The dough, once shaped into naan-sized portions, is cooked on the side of the ovens, where it connects with a slap. Once ready, it's removed with two metal skewers and set aside for serving. While Brar used plain dough for our naans, it's also common to add mint or toasted caraway to the dough itself--yum.

Our naan samples were served with three chutneys: mint & cashew, tamarind, and tomato and onion seed. All three were delicious, but the mint & cashew seemed to be the crowd favorite. In addition to the basic naan, we were treated to tastings of a green chili and mozzarella stuffed naan, as well as one stuffed with date and coconut. Both combinations were surprising to me (I usually just go straight for the garlic naan) and both were delicious. Dates, Chef Brar told us, were historically used in royal bread, and it wasn't hard to see why. Their sweet flavor and rich texture made for a unique and decadent dish.

Next it was onto the meats, which came with a brief lesson in spices. The Ayurvedic style used in India is a holistic approach devoted to achieving harmony in the body. "Your body type dictates what you're going to eat," Chef Brar explained. The tandoor spices that he used for our kebabs included ground red chili, celery seed, cilantro, toasted coriander, fried onion, and garam masala. There are 12 altogether, six heating and six cooling for balance. Given this holistic philosophy, I was happy to hear that Chef Brar and One World Cuisine are also working to balance their menu from a sustainability perspective by purchasing produce from local markets in the summer and fall, as well asVermont chevre.

First up was a seekh kebab--seekh is the word for skewer--which is typically made with beef or lamb depending on the religion on the region in India. This recipe was a mixture of ground lamb, ginger, and garlic, molded in a careful cylinder around the skewer before going into the oven. According to Chef Brar, the ideal kebab should consist of 10% flavoring and spices, 90% meat. Next, we enjoyed a Roti kebab, which held larger chunks of meat, more similar to the "kebabs" I make at home on the grill. This style of kebab is marinated in yogurt, which acts as a great tenderizer for the meat. Chef Brar's recipe includes 1 pound yogurt, 2 ounces each of ginger and garlic paste, 2 ounces of chick pea flour, and salt and pepper. We also got to try a chipotle chicken tikka, which was tender and packed with flavor.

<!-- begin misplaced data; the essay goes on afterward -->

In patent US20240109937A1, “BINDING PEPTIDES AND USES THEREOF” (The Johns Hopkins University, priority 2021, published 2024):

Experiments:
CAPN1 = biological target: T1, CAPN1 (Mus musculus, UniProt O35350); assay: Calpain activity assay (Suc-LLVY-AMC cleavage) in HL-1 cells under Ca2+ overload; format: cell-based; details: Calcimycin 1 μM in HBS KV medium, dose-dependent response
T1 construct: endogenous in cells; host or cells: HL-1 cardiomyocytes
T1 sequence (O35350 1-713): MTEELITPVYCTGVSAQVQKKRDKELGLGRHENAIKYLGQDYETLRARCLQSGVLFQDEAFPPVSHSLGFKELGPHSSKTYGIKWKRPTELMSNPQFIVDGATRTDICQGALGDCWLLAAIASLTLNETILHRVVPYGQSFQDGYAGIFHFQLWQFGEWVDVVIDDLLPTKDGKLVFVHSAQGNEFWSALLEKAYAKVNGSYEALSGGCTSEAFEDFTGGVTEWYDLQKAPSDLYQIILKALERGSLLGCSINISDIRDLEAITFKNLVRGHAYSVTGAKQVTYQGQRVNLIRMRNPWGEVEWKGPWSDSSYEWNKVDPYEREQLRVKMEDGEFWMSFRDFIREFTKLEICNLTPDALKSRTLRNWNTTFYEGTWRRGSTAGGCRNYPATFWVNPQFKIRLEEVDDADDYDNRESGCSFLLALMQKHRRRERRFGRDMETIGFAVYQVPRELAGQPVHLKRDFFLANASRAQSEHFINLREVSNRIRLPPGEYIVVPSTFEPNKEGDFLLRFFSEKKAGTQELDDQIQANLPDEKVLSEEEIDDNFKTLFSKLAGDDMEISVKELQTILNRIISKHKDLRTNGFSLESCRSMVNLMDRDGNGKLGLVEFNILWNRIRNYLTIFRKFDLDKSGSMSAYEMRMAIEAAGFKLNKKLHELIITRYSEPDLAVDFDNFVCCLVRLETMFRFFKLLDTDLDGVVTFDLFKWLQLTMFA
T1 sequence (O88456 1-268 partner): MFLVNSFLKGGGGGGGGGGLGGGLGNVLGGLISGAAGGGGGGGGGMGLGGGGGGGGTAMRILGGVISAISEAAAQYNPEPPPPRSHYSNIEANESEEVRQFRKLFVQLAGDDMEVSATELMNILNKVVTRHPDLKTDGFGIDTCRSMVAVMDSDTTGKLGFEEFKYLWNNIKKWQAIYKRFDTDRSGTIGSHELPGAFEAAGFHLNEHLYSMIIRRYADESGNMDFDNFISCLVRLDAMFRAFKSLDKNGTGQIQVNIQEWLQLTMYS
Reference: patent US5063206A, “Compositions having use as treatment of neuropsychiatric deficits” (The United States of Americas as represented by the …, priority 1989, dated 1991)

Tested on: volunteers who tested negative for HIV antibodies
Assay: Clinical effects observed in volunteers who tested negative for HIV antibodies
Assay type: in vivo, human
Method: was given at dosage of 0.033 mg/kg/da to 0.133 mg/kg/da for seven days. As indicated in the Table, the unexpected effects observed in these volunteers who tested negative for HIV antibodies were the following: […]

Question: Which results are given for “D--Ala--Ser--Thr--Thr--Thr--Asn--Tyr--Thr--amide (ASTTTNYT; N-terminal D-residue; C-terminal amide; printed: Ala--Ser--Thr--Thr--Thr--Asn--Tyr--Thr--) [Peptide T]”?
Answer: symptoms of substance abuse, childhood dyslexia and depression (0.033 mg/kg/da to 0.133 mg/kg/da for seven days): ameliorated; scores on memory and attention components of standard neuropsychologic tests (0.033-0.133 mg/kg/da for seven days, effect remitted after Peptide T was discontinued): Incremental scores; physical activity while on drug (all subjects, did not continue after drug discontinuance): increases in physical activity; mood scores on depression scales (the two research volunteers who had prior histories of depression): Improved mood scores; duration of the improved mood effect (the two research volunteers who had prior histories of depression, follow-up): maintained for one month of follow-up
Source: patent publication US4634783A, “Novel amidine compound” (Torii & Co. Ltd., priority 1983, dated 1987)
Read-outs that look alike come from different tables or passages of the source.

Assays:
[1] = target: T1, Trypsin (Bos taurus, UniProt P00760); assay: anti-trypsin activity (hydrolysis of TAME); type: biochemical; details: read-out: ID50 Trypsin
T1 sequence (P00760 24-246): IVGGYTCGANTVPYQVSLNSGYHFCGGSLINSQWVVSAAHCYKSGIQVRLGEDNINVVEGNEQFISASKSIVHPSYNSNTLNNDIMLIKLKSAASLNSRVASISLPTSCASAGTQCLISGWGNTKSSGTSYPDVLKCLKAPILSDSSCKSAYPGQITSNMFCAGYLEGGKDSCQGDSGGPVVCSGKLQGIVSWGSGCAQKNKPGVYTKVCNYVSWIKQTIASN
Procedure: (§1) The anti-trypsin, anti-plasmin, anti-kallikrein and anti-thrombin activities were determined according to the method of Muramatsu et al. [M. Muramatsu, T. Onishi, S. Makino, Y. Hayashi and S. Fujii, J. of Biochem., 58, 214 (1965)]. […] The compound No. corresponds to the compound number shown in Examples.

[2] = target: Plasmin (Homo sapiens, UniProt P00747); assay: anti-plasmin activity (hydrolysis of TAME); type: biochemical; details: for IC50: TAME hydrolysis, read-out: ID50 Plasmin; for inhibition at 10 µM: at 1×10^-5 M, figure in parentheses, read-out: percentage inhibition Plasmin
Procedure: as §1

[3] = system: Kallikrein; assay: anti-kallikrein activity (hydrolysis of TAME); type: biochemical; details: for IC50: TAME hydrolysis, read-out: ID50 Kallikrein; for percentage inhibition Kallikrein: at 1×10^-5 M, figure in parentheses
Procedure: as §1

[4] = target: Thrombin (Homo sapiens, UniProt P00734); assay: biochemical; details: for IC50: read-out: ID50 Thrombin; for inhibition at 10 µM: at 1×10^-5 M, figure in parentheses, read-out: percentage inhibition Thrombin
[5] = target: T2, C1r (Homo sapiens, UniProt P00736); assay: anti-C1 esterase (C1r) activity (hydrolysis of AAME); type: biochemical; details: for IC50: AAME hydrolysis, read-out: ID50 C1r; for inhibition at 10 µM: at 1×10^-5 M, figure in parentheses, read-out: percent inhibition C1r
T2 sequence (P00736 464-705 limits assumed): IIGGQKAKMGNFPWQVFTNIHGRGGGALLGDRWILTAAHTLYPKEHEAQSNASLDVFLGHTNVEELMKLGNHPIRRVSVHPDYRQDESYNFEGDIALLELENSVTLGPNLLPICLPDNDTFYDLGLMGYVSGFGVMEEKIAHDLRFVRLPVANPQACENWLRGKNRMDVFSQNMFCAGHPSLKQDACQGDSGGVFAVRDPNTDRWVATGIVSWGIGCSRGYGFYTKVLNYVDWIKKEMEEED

In addition to the cooking classes, the Naan Bar has a separate menu full of delicious-sounding taste treats. There are appetizers like Mustard-Seed Lamb Chops and Chili Mussels, as well as endless varieties of naan, ranging from smoked salmon to PB&J! For just $12 you can choose your three favorite and make it a trio. While our group was fairly full after so many generous samples, we agreed that we would come back another night to enjoy the many delights on offer.

All told, the cooking class is a lovely way to unwind after a long day at work. For just $20, you get a wealth of information, all those yummy samples, and a cocktail to boot. To reserve your spot, visit Mantra's website or give them a call at (617) 542-8111. Happy eating!

Wednesday, November 18, 2009

Time for Lunch: Put a Pen (or Crayon) to Paper!

Following a successful round of Labor Day "Eat-Ins," Slow Food USA is moving forward with their Time for Lunch campaign to get fresh, nutritious food into school lunches. They are asking supporters to spread the word to friends, sign the petition (if you haven't already), and write letters to your legislators over the course of the next few months. Slow Food is also encouraging kids to get involved in this last step--after all, they are the ones most impacted by the decisions made in Washington. The bill won't be addressed by Congress until next spring, so there's lots of time left to make an impact!

Click here for more information on how you can get involved. You'll find everything you need, including letter templates and links to find your local legislator's address. Let's fill their mailboxes to overflowing, in hopes that they'll fill children's lunch trays with whole, unprocessed foods.

Monday, November 16, 2009

Chicken Soup With Rice: Some Global Variations on a Classic

Earlier today, I found myself contemplating a Twitter distress call to my fellow foodies: Still sick! In need of home remedies! Send recipes! Over the past few days I've had many suggestions for boozy cures, but while a little hot toddy never hurt anyone, what I really wanted was someone's best recipe for chicken soup, or an equally healing concoction.